On Thursday, November 24, 2016, RCMP announced that they will work with China’s Ministry of Public Security to fight the importation of fentanyl into Canada.

Photo of Bob Paulson from CBC.

This week, in Ottawa, Bob Paulson, RCMP Commissioner, met with Chen Zhimin, MPS Vice-Minister. They discussed and created an agreement which aims to “strengthen coordinated law enforcement actions” in order to minimize the movement of opioids from China into Canada.

Bob Paulson commented on the fentanyl epidemic, saying that, “Fentanyl and other opioids pose a grave threat to the safety of Canadian communities. Our meeting this week was an important step forward and highlights the commitment between our two organizations to enhance operational collaboration, identify key areas of concern, and work towards a coordinated approach to combat fentanyl trafficking.”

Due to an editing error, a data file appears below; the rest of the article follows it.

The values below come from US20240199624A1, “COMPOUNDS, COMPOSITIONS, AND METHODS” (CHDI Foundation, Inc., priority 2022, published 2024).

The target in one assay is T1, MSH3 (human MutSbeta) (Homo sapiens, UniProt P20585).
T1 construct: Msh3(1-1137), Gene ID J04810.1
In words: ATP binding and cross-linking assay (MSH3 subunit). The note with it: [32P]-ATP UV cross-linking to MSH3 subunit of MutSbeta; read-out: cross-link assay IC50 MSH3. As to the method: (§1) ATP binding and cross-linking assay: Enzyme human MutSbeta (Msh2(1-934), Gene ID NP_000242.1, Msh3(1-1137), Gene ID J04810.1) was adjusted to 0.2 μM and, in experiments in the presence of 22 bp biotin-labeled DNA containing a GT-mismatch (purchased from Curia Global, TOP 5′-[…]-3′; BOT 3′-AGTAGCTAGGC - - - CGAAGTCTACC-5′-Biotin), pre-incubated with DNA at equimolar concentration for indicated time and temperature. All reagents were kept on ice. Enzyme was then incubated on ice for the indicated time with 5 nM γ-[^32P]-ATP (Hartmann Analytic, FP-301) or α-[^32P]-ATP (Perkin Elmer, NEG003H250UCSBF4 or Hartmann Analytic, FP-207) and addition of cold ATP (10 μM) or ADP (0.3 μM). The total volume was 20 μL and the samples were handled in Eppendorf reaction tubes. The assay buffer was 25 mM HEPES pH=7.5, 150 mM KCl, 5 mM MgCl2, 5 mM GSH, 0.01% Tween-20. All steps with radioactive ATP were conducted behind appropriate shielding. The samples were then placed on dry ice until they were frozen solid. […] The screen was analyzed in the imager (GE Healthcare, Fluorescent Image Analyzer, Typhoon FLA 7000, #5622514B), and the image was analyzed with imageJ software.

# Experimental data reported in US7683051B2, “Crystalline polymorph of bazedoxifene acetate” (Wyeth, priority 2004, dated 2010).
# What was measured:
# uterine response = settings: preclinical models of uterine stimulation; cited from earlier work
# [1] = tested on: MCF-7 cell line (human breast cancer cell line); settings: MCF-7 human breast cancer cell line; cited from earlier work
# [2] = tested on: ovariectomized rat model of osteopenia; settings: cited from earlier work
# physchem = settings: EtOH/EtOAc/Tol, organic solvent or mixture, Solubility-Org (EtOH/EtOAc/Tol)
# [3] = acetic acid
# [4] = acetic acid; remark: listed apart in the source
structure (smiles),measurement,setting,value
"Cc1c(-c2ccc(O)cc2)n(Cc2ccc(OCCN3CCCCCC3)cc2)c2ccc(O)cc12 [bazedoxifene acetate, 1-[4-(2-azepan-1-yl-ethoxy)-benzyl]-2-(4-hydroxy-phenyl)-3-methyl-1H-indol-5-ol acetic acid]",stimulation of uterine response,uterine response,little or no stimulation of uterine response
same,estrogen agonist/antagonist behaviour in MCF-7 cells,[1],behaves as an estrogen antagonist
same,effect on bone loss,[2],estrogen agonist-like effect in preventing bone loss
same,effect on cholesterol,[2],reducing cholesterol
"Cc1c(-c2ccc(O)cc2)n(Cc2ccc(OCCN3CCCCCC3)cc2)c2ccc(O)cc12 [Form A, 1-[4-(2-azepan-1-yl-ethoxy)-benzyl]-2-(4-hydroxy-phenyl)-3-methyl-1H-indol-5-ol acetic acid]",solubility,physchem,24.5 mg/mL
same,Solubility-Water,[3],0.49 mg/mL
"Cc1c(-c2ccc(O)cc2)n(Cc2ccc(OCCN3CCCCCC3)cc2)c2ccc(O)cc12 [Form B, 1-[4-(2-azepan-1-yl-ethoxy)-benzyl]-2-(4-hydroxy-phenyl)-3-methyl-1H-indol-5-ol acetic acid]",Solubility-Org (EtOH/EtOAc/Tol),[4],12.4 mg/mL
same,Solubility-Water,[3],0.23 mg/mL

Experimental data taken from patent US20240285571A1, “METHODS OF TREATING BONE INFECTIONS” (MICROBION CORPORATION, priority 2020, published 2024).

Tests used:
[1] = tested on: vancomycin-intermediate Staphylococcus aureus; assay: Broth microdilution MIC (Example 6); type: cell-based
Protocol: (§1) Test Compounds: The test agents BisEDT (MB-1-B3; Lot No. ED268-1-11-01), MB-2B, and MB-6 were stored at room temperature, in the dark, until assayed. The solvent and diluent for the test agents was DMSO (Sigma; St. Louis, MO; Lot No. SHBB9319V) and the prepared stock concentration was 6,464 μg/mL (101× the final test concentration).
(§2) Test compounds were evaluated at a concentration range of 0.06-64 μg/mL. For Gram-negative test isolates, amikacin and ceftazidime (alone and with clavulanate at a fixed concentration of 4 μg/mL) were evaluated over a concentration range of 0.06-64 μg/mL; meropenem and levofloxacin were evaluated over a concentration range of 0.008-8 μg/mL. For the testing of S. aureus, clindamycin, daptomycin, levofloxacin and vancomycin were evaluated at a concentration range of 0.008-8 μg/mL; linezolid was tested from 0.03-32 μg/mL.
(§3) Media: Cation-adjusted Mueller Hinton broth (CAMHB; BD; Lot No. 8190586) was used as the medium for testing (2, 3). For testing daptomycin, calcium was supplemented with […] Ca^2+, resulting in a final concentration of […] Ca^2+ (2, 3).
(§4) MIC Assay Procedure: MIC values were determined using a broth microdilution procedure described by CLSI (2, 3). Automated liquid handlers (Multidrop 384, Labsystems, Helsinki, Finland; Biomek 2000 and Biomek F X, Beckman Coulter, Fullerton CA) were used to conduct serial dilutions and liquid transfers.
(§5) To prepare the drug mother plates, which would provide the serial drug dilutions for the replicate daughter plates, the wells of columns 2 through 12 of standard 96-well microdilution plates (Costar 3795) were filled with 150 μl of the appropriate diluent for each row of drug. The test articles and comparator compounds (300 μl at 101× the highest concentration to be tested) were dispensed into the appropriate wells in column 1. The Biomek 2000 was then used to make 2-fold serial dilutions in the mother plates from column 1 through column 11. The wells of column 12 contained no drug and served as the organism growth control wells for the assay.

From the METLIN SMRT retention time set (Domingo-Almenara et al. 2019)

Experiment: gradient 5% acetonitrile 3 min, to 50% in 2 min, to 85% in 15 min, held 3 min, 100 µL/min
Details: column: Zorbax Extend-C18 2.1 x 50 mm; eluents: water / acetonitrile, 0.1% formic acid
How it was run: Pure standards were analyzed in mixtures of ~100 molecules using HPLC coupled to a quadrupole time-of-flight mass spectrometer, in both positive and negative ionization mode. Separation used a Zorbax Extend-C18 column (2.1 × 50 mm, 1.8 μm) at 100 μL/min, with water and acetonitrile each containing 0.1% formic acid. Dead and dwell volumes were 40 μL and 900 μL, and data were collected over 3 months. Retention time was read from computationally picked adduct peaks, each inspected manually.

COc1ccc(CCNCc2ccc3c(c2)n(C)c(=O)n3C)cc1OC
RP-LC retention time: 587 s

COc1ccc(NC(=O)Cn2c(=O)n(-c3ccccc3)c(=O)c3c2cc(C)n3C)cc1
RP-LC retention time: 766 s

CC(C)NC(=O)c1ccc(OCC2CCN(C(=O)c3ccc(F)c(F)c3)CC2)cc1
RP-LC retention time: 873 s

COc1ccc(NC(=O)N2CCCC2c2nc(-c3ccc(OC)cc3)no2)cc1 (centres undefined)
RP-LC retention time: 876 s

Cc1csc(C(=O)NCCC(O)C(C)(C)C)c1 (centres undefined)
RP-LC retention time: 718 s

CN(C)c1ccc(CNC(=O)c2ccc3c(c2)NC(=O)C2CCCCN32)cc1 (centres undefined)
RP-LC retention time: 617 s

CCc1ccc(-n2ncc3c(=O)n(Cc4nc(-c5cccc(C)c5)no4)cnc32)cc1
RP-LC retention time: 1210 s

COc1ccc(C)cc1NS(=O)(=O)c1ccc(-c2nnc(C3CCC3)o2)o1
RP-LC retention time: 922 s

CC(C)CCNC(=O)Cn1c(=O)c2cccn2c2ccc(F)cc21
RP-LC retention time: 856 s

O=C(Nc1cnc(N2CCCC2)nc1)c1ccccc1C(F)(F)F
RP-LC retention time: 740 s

In the past week, Christy Clark, B.C. Premier, urged Ottawa to take steps to stop the flow of fentanyl from China to Canada. Fentanyl prompted British Columbia to declare a public health emergency in Spring 2016. B.C. is on the front line of the fentanyl problem in Canada.

Jane Philpott, Federal Health Minister, spoke to her colleagues and said that she was pleased to observe this conversation taking place between the RCMP and China. “As you know, we held an opioid conference last week and discussed the fact that it has to be a whole of government, a whole of society response to the opioid crisis.”

Ralph Goodale, Public Safety Minister, commented that Canada and China are striving to stop the dangerous substance at its source. “That will take a full, across the board diplomatic effort. To this point, the Chinese authorities have indicated agreement and cooperation on this front. We just need to continue to work with them and all others to make sure we can stop this in the best way possible.”

Read more: Fentanyl FAQ

Fentanyl Facts in Canada (as of 2016)

  • In British Columbia, there were 622 overdose deaths from illicit drugs in the first 10 months of 2016 (332 were linked to fentanyl).
  • 338 people in Alberta died from opioid-related drug overdoses (193 were linked to fentanyl).


Global News


Lindsey Locke, Columnist for SOS Safety Magazine